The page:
Annie Besant was, in more or less this order, an intensely religious child, a minister’s wife, a campaigning secularist, a brilliant public speaker, a writer, a socialist, a champion of everything from trade unions to birth control to feminism, a Theosophist, a Briton in colonial India, and a campaigner for Indian home rule. She adopted (sort of) an Indian son who she promoted as a new messiah and the incarnation of Buddha.
Along the way, she won exactly zero awards for consistency, so maybe we’ll want to slow that down a bit.
She was born in 1847 (her birth name was Annie Wood) and she got, for a woman of her time, a good education. She married a clergyman, Frank Besant, who’s described by the only article I found that bothered to describe him at all as stiff-necked and charmless. He’s basically a prelude to her story and most articles drop his name in and move on. She married him because he proposed and she didn’t want to hurt his feelings. She wouldn’t be the first woman who married someone because she couldn’t think of anything else to do that afternoon. We can inch out on a thin limb and say that the relationship didn’t get off to a good start.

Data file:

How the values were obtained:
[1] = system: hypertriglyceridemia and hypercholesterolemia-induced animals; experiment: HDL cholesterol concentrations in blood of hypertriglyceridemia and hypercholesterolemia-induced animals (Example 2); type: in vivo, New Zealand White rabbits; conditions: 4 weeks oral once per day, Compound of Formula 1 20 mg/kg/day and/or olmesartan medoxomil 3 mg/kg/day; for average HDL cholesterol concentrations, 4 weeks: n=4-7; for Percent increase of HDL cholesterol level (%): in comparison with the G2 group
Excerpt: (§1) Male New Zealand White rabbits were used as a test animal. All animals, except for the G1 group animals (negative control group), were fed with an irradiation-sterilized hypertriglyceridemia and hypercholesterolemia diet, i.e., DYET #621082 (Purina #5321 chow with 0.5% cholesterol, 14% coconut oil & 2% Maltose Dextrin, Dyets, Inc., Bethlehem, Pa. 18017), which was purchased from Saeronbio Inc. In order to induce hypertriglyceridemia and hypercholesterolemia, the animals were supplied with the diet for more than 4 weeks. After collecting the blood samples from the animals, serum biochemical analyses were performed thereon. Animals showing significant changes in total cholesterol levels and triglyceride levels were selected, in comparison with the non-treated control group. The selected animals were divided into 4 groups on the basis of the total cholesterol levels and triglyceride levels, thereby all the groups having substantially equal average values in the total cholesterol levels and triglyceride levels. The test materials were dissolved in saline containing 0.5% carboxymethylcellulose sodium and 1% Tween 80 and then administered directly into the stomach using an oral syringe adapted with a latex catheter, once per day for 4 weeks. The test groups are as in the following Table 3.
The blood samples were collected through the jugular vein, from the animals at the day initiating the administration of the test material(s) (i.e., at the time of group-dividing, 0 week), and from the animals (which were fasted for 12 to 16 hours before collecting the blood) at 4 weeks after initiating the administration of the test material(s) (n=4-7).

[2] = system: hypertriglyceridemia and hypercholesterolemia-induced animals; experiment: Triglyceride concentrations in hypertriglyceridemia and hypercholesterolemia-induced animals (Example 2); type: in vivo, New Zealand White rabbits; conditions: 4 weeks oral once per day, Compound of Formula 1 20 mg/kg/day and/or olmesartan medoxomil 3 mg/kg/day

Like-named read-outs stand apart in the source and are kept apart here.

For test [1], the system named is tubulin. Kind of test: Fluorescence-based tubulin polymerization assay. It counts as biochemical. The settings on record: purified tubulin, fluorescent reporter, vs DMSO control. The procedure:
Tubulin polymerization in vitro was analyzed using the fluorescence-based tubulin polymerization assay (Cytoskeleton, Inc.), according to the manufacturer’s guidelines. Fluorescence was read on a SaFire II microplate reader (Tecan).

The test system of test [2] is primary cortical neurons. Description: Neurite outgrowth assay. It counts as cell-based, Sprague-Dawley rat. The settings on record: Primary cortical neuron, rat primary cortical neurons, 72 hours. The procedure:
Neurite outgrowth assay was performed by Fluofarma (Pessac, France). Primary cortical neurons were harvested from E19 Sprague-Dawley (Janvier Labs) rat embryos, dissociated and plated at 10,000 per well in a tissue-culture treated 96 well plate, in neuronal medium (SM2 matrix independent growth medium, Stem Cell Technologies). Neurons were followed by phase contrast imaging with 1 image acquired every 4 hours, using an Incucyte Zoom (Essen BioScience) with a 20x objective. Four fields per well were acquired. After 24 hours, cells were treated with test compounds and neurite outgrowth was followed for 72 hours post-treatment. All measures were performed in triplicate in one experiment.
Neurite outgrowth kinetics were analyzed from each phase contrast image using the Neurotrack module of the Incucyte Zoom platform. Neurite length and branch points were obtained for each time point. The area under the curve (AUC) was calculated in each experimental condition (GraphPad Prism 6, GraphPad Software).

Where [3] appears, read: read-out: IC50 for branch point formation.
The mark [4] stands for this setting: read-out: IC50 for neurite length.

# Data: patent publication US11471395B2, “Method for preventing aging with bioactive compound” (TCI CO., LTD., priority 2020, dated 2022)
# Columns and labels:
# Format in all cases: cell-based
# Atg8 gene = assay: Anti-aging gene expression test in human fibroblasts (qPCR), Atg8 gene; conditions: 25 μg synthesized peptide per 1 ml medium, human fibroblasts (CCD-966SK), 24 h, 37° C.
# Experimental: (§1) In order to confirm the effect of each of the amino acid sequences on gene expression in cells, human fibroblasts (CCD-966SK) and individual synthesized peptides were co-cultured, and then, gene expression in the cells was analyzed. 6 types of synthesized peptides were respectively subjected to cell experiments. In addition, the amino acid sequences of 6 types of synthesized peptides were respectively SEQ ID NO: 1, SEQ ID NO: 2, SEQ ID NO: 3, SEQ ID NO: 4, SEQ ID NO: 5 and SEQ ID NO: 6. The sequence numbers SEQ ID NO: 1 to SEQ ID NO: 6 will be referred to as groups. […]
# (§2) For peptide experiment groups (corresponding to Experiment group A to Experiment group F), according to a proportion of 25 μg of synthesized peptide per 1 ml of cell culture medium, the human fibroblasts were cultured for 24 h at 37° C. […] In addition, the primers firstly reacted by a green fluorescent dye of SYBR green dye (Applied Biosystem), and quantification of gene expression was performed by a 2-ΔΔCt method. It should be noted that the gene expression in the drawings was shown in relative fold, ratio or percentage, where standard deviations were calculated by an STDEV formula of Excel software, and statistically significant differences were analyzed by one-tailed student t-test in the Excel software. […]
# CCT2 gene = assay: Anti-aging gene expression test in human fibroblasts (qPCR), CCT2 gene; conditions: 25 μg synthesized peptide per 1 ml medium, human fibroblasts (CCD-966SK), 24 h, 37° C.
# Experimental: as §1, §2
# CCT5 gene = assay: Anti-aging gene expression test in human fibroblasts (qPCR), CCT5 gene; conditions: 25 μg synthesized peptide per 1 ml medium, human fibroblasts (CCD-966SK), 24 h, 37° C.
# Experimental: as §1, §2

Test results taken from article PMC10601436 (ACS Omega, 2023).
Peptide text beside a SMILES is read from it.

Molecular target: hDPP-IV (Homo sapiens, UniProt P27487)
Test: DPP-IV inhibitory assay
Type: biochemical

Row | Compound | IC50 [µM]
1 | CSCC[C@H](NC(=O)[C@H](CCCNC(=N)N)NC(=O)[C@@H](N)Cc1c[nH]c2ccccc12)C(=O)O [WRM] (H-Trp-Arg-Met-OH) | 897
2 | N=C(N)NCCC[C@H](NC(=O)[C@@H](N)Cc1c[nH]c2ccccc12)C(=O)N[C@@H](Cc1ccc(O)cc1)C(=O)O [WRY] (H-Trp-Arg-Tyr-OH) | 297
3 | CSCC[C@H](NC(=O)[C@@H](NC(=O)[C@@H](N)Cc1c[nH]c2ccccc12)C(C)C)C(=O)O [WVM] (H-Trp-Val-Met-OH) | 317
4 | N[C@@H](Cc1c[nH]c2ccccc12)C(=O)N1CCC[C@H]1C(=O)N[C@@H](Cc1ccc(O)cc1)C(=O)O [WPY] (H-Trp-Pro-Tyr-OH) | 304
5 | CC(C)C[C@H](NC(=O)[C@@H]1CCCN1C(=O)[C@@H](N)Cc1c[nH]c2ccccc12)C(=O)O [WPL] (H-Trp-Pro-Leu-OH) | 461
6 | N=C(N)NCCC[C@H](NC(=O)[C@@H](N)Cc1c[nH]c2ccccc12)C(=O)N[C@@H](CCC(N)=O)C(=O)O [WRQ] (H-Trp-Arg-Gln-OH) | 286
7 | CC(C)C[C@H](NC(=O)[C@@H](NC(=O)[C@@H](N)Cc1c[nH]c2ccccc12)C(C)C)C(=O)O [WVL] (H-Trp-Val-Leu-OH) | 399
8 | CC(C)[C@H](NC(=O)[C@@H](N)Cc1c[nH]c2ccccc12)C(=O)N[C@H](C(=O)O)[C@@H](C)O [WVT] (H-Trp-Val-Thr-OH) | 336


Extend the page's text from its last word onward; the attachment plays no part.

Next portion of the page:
They had two kids, and both were difficult births. When she suggested doing the limited things that were possible then to keep from having a third, he beat her. Which was perfectly acceptable at the time, at least to the world at large if not to her. Whether that was the first time I don’t know, but it wasn’t the only one.
At some point, she began to question her religious beliefs and in 1872 she heard Charles Voysey preach. He was a dissenter who challenged the authority of the Bible and the perfection of Jesus. Through him, she met Thomas Scott, whose beliefs were even more radical and who encouraged her to write a pamphlet on what she believed, which he then published as On the Deity of Jesus of Nazareth: An Inquiry into the Nature of Jesus.
All hell broke loose at home and Frank presented her with two choices: Take communion publicly and regularly at his church or leave home.
She chose, as she put it, expulsion over hypocrisy.
She moved to London with one of their kids, a girl, and continued to write pamphlets for Scott. Frank stayed in Wherever with their other child, a boy.